Irish Prime Minister Brian Cowen has said that he will stay on as leader of the Fianna Fail party for the best interests of the country after calls for his resignation.
Speaking to a press conference, Mr Cowen said he had come to the conclusion that stepping down would lead to confusion and loss of authority.
The Irish Taoiseach said:
“I’ve come to the conclusion that I should continue to lead the party. I believe this to be in the best interest of the stability of the government, the country and our party.
“I believe that any issue regarding my leadership of Fianna Fail should be resolved immediately, I have therefore decided to place a motion of confidence in my leadership before next Tuesday’s parliamentary meeting.
“The vote will be by secret ballot.”
Cowen had been in discussion with is Fianna Fail party members for the last few days whether to stay on as leader, amid growing concerns of his ties with disgraced bankers.
Cowen has faced much criticism for his handling of the economic crisis there, since Ireland was forced to seek a bailout of 85 billion Euros from EU and the IMF late last year.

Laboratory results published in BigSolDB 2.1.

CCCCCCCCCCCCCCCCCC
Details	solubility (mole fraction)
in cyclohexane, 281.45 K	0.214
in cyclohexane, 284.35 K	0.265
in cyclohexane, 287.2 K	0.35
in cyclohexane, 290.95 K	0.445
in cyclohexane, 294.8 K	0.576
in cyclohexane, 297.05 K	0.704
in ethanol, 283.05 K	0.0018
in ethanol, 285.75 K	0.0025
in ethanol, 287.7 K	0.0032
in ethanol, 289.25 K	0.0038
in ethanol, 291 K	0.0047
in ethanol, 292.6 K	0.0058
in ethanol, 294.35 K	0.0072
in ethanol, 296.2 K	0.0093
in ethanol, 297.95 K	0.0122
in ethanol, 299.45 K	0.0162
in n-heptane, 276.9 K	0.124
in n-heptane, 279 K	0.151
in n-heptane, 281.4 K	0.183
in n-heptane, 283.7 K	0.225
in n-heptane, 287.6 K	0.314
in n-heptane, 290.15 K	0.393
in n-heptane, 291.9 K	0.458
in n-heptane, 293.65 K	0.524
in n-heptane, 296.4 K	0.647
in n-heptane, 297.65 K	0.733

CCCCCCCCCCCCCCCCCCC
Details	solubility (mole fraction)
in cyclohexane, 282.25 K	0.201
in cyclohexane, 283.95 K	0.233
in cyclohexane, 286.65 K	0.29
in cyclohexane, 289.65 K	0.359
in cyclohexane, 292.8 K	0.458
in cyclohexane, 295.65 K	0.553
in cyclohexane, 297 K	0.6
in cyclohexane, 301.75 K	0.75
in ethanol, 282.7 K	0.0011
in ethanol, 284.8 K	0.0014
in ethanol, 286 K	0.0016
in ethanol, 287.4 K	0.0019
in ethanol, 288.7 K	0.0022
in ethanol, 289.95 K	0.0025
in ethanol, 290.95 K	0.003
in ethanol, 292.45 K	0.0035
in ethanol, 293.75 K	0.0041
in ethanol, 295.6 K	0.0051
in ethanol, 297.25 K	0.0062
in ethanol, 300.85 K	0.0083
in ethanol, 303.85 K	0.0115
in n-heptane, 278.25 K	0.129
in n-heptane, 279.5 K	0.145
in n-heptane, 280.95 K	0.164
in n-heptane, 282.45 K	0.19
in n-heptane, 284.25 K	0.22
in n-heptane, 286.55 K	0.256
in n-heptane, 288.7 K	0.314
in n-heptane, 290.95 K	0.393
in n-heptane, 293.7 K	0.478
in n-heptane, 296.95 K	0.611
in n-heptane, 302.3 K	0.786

On Thursday Cowen made clear he did not intend to resign, but there have been rumours of an internal push against him following the Irish bailout.
Finance Minister Brian Lenihan and Foreign Affairs Minister Micheal Martin, who is favourite to replace Cowen, have said they are keen to lead the party should a vacancy arise.
The ruling coalition government has only a slim minority in parliament and a general election was expected in spring.
An immediate poll would mean shelving the Finance Bill but that would not harm the country’s deficit goals agreed under an EU/IMF bailout package because the tax measures have taken effect and spending can still take place as planned.
A new government, likely made up of the centre-right Fine Gael party and the left-wing Labour Party, is committed to the deficit goals and would likely pass the Finance Bill.